TATTOO NEWS - Tattoo Removal Up in Down Economy

CHARLOTTE, N.C. - April Hunter always covers her arms when she's at work. "Always, yes, always," she says. Ten years ago she got a tattoo on her shoulder but now, older and she feels a little wiser, Hunter says not having a visible tattoo would portray a better image. She says, "It's just more professional."


Hunter works in the banking industry and feels removing her tattoo might make her more promotable in her bosses eyes. "Yea, in a way, yes. It just looks nicer," she says.


She's getting the ink removed by Frank Thigpen, the certified laser specialist at Tattoo Bill's in southwest Charlotte. He says, "Tattoos still have kinda a stereotype." Thigpen does about 25 treatments per week; up tremendously since the economy tanked. He says, "It's probably up 200% in the past couple of years."


Thigpen charges about $129 per laser treatment. It usually takes 4-8 treatments to remove a tattoo, making it much more costly to get rid of than the tattoo itself.


But in this job market, Thigpen says job seekers, and even those already employed like Hunter, want every possible professional advantage. Thigpen says, "(Even) fast food companies are coming out with policies where nothing is allowed on the neck, hands."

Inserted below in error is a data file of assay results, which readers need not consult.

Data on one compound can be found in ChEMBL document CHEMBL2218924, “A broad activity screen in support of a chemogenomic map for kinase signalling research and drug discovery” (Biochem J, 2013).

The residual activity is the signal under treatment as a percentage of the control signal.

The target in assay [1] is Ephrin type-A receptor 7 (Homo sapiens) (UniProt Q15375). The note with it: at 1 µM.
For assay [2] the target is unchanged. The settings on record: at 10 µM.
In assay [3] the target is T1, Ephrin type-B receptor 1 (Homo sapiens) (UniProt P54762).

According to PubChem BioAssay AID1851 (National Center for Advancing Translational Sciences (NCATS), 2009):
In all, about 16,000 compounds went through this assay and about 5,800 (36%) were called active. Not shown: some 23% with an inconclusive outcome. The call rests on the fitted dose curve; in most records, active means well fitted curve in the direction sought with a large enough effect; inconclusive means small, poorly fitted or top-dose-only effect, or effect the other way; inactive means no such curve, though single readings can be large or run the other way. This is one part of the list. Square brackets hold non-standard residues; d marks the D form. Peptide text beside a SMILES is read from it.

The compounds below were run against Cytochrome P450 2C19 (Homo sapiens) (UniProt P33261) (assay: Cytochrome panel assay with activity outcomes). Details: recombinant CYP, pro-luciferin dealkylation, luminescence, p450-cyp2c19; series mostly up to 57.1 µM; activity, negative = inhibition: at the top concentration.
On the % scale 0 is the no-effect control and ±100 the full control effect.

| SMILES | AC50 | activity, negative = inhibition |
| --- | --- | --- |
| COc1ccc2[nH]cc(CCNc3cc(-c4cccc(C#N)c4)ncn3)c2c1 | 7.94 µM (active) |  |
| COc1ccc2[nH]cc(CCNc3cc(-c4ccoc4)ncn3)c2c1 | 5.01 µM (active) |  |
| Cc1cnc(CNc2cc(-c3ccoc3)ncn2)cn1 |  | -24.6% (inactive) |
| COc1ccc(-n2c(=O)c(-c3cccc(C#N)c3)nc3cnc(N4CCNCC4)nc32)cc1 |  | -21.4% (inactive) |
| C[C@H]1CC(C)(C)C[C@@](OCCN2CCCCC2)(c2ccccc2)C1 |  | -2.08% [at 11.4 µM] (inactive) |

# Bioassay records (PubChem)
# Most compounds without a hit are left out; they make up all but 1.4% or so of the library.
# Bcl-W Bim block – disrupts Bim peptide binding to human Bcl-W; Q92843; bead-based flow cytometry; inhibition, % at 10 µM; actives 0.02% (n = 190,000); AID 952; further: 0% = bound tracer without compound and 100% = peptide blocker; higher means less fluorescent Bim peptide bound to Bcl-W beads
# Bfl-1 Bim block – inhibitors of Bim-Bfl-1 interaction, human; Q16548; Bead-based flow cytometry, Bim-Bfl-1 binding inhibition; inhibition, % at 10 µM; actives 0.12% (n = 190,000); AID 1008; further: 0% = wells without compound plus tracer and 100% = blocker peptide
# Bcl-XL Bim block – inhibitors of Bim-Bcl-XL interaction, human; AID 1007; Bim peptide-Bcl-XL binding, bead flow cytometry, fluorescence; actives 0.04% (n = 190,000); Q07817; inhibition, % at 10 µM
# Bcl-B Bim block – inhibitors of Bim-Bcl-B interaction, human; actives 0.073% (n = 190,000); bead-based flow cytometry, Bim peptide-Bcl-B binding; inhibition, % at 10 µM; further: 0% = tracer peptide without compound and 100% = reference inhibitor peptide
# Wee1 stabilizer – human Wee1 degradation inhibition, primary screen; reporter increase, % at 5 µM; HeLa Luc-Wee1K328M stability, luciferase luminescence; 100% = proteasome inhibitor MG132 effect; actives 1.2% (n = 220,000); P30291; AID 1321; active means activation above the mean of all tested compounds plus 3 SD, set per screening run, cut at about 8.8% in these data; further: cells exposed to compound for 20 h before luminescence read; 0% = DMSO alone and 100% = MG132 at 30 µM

The laser is only on your skin for about 30 seconds. It makes a noise that sounds like static as it breaks up the ink. As for how it feels? Some describe it like a rubber band snapping repeatedly on your skin, others say it feels like sparks. Thigpen says, "Definitely a little more painful than getting a tattoo."


Pain that for Hunter, and other job seekers, is well worth it. "I will never put anything on my arms again. Never!"


Thigpen says most job seekers want tattoos removed from their hands, face or neck. He says thanks to advances in the laser technology, less than 1% of tattoo removals leave a scar.


Revlite and Picosure

The systems we tested include, the Medlite C3, Medlite IV, Cynosure Affinity and the Palomar Yag 5.